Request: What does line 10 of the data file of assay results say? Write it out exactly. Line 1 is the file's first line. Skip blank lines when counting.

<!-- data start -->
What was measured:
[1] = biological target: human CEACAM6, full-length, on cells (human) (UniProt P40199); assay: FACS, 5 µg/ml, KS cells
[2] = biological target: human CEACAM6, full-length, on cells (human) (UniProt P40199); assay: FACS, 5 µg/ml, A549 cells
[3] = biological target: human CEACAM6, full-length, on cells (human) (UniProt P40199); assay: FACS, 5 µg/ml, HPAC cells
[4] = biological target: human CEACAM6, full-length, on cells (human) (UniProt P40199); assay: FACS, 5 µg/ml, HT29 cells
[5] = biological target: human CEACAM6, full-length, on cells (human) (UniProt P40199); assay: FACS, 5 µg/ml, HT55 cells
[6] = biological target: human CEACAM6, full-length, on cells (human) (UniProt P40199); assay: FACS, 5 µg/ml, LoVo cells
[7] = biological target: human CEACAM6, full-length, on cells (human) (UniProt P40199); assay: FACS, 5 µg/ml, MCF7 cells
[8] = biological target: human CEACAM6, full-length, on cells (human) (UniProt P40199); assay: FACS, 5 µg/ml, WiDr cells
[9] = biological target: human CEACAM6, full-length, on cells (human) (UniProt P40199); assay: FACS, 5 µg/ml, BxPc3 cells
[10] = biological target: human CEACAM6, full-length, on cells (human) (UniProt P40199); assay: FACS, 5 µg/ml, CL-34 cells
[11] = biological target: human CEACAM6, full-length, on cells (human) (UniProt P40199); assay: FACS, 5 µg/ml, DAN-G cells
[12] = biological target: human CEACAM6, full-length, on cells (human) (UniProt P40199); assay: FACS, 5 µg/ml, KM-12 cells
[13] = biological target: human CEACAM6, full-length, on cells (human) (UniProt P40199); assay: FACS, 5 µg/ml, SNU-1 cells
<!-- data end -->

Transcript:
[9] = biological target: human CEACAM6, full-length, on cells (human) (UniProt P40199); assay: FACS, 5 µg/ml, BxPc3 cells